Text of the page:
Fizz fizzles out
Post pesticide-in-cola storm, fruit juices sparkle on shelves of school canteens, reports Sonal Srivastava.Updated: Aug 22, 2006 14:41 IST
The fizz continues to remain out of aerated drinks, at least in schools. Ever since the pesticide-in-cola controversy broke out, schools in the Cap ital have increasingly replenished the canteen shelves with fresh lime and canned fruit juices with the health of the children in mind.
At Modern School, Barakhamba Road, coconut water and lichi juice are now the alternatives to fizz drinks and other canned juices. Informs the school principal, Lata Vaidyanathan, “A team of parents, teachers and children decided the menu for the school, ensuring that it’s a healthy option for the kids.”
Agrees Ameeta M Wattal, principal of Springdales School, PUSA Road, “It’s important to take care of the food ethics. The children should get the best at the most affordable prices.”
The school is offering dairy products like buttermilk, and fruit juices as healthy options. Other schools too are stocking fruit juices for kids, who need extra ener gy for their hyper activity. Modern day children, - as expected, are not ill-informed ei ther. Your average ten-year-old knows that his favourite cold drink is allegedly infested with pesticides.
Says Rhea Kumar, a Std. V stu dent of Sri Ram School: “The cold drinks have pesticides, so we now drink fruit juices in school.” Mridu la Bhatia, a student of St. Georges, says, “Aerated drinks are banned in school ever since the controversy happened. And I’m OK with what is now available in the school.”
Relief factor: However, with fizzy drinks going off the school can teen menu, parents are heaving a sigh of relief.
Says Archana Bhatia, a - mother of two and manager with a - real estate company, “ I was never in favour of serving colas to kids, but owing to peer pressure, they were an easy prey. I’m glad that aerated cold drinks have given way to healthier - options in school.”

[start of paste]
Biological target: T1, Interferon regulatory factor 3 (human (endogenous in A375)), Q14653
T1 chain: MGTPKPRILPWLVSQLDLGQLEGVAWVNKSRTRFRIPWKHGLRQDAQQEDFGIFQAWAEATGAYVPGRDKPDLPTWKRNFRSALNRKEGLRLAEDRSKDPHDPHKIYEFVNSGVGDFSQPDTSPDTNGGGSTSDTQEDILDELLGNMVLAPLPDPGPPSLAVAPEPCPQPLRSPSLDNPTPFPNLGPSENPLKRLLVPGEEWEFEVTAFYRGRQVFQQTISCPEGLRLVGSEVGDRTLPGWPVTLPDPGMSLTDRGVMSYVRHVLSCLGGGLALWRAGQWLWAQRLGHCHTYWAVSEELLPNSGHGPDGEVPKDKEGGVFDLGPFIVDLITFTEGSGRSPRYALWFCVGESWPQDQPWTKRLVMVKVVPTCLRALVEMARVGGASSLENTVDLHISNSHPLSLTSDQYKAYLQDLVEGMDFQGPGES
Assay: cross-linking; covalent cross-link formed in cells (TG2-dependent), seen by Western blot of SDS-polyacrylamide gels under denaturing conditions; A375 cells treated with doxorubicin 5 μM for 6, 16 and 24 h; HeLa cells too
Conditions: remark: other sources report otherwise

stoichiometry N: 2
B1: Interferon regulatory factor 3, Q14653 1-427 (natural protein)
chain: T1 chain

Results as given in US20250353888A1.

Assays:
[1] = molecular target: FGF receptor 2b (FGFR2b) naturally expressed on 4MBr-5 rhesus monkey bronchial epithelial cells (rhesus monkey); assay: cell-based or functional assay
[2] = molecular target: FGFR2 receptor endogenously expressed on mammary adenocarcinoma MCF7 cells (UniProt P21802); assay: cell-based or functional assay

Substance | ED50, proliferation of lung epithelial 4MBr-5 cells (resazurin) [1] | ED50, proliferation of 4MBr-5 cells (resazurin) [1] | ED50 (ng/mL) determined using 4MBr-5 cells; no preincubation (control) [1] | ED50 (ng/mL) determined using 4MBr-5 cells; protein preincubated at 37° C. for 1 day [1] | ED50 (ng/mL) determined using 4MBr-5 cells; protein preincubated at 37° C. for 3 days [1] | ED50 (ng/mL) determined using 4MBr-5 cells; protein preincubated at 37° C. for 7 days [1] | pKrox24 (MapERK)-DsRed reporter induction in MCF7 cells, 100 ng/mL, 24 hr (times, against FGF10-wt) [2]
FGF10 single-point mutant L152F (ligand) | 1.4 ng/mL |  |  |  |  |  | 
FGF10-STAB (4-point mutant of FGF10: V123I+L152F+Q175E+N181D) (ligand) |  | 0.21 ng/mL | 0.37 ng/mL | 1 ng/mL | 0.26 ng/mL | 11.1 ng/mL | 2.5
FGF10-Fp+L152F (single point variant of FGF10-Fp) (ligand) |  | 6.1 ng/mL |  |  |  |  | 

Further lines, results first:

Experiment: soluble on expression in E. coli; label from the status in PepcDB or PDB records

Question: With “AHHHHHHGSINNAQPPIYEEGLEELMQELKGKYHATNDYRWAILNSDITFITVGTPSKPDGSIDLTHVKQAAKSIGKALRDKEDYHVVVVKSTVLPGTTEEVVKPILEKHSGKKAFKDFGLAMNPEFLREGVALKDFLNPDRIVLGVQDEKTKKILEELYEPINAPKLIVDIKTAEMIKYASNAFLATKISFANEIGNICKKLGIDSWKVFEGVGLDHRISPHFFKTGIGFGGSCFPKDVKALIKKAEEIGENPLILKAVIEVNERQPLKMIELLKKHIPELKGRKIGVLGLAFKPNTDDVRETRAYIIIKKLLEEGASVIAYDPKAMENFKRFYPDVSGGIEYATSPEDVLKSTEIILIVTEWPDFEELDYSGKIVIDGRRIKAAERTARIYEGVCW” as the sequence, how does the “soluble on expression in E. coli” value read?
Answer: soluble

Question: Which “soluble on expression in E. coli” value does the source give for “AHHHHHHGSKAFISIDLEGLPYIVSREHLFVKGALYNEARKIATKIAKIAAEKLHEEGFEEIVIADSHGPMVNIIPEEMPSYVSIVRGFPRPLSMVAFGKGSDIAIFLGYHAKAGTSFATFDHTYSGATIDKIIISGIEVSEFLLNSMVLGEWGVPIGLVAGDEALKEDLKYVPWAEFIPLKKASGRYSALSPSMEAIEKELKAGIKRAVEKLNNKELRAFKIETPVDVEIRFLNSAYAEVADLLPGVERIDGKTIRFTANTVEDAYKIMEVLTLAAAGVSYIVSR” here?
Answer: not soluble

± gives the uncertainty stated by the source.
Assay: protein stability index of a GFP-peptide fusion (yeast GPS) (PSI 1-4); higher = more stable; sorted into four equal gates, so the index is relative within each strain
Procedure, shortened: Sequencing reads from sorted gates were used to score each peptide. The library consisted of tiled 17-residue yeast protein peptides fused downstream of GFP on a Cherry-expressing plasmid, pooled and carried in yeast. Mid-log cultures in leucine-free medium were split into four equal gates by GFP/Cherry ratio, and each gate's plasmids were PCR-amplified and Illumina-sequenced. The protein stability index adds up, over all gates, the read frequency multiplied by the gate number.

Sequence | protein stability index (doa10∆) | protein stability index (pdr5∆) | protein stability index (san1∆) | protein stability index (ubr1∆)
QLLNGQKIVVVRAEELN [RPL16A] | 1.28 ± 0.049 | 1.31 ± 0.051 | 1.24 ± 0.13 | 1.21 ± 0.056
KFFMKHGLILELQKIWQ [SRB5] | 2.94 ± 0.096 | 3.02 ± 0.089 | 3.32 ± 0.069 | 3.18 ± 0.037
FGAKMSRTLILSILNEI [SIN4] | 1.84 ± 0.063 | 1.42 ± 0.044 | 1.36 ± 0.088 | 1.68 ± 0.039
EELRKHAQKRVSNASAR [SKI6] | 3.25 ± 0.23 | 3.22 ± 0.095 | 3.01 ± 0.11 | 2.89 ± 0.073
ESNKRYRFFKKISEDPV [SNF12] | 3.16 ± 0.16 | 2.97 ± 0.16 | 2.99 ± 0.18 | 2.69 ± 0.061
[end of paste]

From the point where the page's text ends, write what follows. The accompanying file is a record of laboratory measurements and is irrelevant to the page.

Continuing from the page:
Agrees investment banker Sagar Chopra, who is a father of two school-going kids, “Hopefully, the controversy will make children un derstand that they should stay away from unhealthy drinks until they meet the specified standards.”
Juicy therapy: Now that the schools have replaced aerated drinks, the question is how healthy are these substitutes? Says child specialist Dr Prabhat Bhushan, “There is no substitute to natural fruits. The tetra packs available in the market have a high glucose level and have preservatives too. As far as pesticides are concerned, their status is not clear.”
Adds Dr Samarajit P Chakrabarty, “Though canned juices are high on glucose, they are better than colas which can cause loss of calcium to the bones. But one has to be cautious with juices as they are high on glucose.”
Wellness consultant Dr Shikha Sharma feels, “People shouldn’t have those canned juices which have only fruit essence just like a strawberry toffee would have — such juices are as harmful as the colas.” It seems better to stick to the tiffin mommy made.
First Published: Aug 20, 2006 16:05 IST